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Dana Denis-Smith

Trustee / CEO, Spark21

Quotation Marks
The hard work cannot stop and the profession must continue to take action at every level to drive change

The Challenge Ahead

The Challenge Ahead


The profession must redouble efforts on equality or risk turning back the clock, argues Dana Denis-Smith

During the 2019 centenary of women in law, we proudly unveiled an artwork commissioned by our predecessor project the First 100 Years. The artwork, which depicts female legal pioneers, now forms the centrepiece of courtroom two at the Supreme Court, where the first majority female court (three out of five justices) sat in October 2018. It’s the first piece hanging in the Supreme Court to depict a woman. Yet as we begin 2021, there is a real danger that in a year’s time we will find ourselves with not a single female judge sitting on the highest court in the land. The news of Lady Black’s retirement from the Supreme Court and that of Lady Arden within the year, leaves the possibility that in 2022 – 100 years after we saw women qualifying as lawyers for the first time – we will no longer have a female Supreme Court judge.

That we are in this position is a reminder that, while so much progress has been achieved, we cannot be complacent. The hard work cannot stop, and the profession must continue to take action at every level to drive change. The Supreme Court understands that the lack of women and of those from Black, Asian and other ethnic minority (BAME) backgrounds is an unacceptable position. It has said that diversity will come into play when choosing between two applicants of ‘equal merit’. I would like to see it thinking more creatively about direct appointments, whether from the bar or academia – potentially considering quotas to get us where we need to be. Visibility of women at the top is hugely important. We need to see women at the highest levels of the profession, whether in senior leadership positions, at the top of the judiciary or as legal experts. This is why we launched the Heilbron Lectures at the end of last year, a lecture series named after legendary legal pioneer Rose Heilbron QC.

The annual lectures – the first of which saw Kirsty Brimelow QC speak on the response to covid-19 and what it means for individual human rights – champion rising female legal experts, acting as a counterbalance to the existing male-dominated lecture format. Like our inspirational Women in Law awards, this is about ensuring women from all areas of the profession are visible; known for their legal expertise; and seen as role models for aspiring female lawyers. Having more women at the top also helps set the culture at legal businesses, so that the reality of women’s day-today lives is better reflected in working practices. Last year saw pandemic lockdowns that had a disproportionate impact on women’s working lives.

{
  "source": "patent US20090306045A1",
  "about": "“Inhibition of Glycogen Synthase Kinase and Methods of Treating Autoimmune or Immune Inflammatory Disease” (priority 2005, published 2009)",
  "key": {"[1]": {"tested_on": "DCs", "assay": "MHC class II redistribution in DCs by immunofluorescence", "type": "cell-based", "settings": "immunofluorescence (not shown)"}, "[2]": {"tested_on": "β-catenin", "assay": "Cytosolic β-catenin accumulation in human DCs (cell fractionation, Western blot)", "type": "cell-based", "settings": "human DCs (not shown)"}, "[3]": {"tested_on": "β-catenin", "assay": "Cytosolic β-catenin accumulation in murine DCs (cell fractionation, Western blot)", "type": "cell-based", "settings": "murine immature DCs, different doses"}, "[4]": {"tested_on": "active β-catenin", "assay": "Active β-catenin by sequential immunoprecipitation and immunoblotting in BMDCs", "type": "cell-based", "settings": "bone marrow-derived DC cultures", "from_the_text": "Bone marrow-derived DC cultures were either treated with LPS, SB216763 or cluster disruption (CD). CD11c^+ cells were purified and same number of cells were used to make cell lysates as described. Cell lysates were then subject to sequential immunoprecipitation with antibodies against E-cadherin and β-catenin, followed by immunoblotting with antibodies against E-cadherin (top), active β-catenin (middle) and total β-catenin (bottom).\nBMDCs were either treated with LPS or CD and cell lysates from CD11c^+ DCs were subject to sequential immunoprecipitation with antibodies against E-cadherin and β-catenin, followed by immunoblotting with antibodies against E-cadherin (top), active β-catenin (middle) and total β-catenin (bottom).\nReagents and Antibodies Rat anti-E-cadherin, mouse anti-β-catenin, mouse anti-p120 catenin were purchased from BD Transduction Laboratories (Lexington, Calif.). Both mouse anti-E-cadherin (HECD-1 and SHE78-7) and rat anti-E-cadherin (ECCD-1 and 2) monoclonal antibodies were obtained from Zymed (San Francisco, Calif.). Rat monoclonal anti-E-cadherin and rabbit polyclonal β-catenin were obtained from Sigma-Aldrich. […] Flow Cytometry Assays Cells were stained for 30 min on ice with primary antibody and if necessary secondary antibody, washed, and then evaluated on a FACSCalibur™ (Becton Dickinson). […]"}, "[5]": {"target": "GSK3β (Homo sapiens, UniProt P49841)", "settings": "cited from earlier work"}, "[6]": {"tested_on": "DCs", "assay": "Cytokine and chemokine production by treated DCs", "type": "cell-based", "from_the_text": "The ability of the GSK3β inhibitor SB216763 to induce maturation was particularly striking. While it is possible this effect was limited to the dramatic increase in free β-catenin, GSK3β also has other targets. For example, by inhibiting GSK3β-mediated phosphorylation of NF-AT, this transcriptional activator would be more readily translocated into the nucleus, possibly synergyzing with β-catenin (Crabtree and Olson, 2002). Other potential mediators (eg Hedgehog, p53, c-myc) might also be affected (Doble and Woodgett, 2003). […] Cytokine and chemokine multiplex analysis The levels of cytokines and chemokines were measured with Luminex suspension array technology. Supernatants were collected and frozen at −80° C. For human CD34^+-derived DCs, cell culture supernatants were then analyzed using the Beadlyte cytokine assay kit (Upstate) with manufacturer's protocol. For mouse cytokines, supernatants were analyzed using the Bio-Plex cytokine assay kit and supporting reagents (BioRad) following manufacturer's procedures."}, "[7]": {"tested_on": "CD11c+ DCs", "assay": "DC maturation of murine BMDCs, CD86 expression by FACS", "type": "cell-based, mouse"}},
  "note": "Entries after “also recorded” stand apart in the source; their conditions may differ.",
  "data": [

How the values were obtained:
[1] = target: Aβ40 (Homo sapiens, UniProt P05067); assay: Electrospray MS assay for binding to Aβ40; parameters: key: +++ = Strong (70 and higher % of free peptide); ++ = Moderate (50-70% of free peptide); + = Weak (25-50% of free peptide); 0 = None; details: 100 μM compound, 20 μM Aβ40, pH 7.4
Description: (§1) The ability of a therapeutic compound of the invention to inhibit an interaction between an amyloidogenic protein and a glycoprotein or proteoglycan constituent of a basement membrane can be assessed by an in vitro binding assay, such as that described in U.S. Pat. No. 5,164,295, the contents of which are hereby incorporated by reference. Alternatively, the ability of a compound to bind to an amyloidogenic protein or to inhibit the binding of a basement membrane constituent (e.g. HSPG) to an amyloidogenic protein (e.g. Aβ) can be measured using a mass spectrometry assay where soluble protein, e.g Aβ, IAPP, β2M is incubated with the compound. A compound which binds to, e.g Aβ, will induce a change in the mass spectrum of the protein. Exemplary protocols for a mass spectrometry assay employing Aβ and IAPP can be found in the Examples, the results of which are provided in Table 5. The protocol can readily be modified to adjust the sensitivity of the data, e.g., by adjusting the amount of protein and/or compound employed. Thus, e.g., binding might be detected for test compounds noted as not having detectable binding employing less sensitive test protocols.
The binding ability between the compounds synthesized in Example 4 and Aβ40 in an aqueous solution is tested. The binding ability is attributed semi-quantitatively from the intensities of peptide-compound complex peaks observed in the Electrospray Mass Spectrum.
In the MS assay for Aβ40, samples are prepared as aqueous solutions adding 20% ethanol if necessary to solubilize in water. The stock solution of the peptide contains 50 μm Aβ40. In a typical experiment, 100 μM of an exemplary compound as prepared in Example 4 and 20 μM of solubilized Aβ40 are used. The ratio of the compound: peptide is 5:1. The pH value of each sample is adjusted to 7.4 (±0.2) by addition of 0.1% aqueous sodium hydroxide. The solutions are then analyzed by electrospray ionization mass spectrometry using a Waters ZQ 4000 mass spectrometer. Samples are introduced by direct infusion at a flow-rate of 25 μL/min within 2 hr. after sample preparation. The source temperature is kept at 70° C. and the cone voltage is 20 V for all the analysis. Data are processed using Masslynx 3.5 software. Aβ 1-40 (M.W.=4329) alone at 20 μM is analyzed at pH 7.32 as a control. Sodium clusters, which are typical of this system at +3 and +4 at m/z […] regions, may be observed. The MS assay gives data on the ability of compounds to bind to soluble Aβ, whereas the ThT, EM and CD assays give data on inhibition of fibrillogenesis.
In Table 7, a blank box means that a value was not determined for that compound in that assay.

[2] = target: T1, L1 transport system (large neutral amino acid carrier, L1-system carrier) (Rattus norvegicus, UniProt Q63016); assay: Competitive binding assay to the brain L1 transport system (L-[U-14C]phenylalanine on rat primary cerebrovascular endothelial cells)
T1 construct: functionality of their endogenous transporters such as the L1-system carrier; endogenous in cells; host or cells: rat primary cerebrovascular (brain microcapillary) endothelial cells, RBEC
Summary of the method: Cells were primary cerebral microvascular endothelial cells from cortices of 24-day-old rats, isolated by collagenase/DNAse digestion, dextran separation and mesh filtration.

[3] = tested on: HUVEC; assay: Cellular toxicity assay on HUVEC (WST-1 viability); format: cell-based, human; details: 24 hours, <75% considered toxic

They are more likely than men to pick up the additional responsibilities associated with educating and caring for their children; and more likely to work in positions that have been furloughed or made redundant. This direct impact of the pandemic, along with the hiatus on compulsory gender pay gap reporting which has unwittingly given the green light to businesses to put the issue to the bottom of the pile, threatens to turn back the clock on equality. One huge positive to take away from 2020, however, is that the profession has shown how quickly it can adapt and change.

Many resisted flexible working for years, yet now homeworking is the norm. Not only does this help women and working parents, it also shows how much change is possible and how perceived barriers can be swept away when circumstances require it. So let’s look at what else we can do to improve equality; reset the culture of our workplaces to focus on outputs rather than time spent in the office; and look at the career paths we offer to take into account shifting priorities throughout our lives. Let’s ensure our businesses are transparent, reporting on their gender pay gaps and working to close them, setting targets and having diversity front of mind – from graduate recruitment to filling positions on senior management teams. As we emerge from the pandemic, let’s redouble our efforts and not lose sight of how much we still need to do to achieve equality. 

Dana Denis-Smith is founder of The First 100 Years project